Job offersmore »
- Junior Productie Manager - Kenia
- Quality Assurance Quality Control - Canada
- Senior growers/agronomists - China
- Account Manager Foodservice en Groothandel DACH - Netherlands
- Business Development Manager - California
- Head of Sales North America - Sacramento (CA) USA
- Import Assistant and Operations Assistant - Netherlands
- Farms Director UK - South East
- Agronomist to work abroad
- Export salesperson GERMANY - Barcelona, Spain
Top 5 - yesterday
- No news was published yesterday.
Top 5 - last week
Top 5 - last month
Exchange ratesmore »
US (MI): Large cherry crop could spell bad news for prices
This season the amount of cherries being grown in northern Michigan has doubled, but it isn't necessarily a good thing for growers, who are concerned that an excess of the fruit may push the price per pound down.
"We need the public to buy more cherries... that's the answer!" said Jim Bardenhagen of Bardenhagen Farms.
"Yes, so that's the challenge of agriculture and that whole business of supply and demand," said coordinator Nikki Rothwell with the Northwest Michigan Horticulture Center. "You always want that perfect crop where we know we are going to sell it all and we don't have any leftovers."
Rothwell says the cherry crop out there now is the biggest in northwest Michigan since 2009.
This year it's estimated about 165-million pounds of tart cherries will be harvested in northern Michigan.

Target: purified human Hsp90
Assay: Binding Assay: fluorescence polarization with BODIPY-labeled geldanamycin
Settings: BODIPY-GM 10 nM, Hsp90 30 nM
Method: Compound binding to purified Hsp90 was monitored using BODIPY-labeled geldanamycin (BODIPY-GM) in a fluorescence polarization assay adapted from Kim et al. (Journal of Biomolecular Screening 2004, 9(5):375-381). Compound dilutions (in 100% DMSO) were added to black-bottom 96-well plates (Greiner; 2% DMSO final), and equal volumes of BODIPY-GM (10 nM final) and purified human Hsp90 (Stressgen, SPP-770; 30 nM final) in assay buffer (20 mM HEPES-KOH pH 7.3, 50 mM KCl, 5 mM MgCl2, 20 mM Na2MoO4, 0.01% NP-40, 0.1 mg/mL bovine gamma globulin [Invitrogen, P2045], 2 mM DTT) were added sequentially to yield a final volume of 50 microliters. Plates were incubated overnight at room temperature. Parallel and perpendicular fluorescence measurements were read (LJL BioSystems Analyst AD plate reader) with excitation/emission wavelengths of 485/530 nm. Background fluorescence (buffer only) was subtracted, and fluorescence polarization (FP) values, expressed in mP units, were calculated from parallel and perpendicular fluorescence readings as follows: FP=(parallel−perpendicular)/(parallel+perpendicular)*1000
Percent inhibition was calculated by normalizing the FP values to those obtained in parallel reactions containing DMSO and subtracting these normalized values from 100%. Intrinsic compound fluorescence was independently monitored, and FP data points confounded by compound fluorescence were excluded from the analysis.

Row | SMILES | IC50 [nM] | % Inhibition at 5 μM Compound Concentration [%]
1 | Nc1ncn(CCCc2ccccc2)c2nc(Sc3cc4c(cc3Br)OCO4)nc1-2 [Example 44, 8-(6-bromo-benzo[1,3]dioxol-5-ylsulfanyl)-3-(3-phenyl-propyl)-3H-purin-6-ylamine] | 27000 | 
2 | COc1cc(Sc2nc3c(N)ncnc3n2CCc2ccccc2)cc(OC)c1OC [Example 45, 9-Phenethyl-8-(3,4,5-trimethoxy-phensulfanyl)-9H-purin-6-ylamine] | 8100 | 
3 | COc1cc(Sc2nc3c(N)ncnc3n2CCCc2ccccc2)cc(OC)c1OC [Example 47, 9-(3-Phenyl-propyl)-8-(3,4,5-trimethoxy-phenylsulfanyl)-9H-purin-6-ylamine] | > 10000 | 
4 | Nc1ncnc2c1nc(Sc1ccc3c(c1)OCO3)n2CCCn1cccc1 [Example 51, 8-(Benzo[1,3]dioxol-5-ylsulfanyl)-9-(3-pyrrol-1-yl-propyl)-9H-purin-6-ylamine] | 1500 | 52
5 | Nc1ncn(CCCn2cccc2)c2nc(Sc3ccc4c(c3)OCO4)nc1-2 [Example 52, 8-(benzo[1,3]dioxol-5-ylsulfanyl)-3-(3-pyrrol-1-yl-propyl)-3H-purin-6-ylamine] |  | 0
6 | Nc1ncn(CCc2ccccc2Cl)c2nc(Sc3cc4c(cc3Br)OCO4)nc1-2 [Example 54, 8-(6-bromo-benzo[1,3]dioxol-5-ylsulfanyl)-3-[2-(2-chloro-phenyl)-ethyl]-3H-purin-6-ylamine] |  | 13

"That's a lot of product to move through a limited amount of processing facilities," Rothwell said.
Especially compared to last year's 87-million.
"I heard from a grower this morning that his processor called him and said we don't need your cherries this year so that really sends a fever up in the growing community," Bardenhagen said.
"Ninety eight-percent of that crop is a variety we call Montmorency, so it's that really pretty bright red cherry that is also really perishable," Rothwell said.
Depending on the size of each farmer's crop, the price per pound, and how much of it is harvested, farmers could potentially lose tens of thousands of dollars if they're not used.
The worst case scenario would be growers having to dump product but Bardenhagen doesn't anticipate that this year.
Growers won't know the full effect this larger than usual crop will have on them financially until this fall at the earliest.
Those 165-million pounds of cherries will be harvested from mid-July to mid-August.
Last year's nearly 87-million pounds sold for around 35-cents per pound.
Publication date: 6/29/2016
Receive the daily newsletter in your email for free | Click here
Other news in this sector: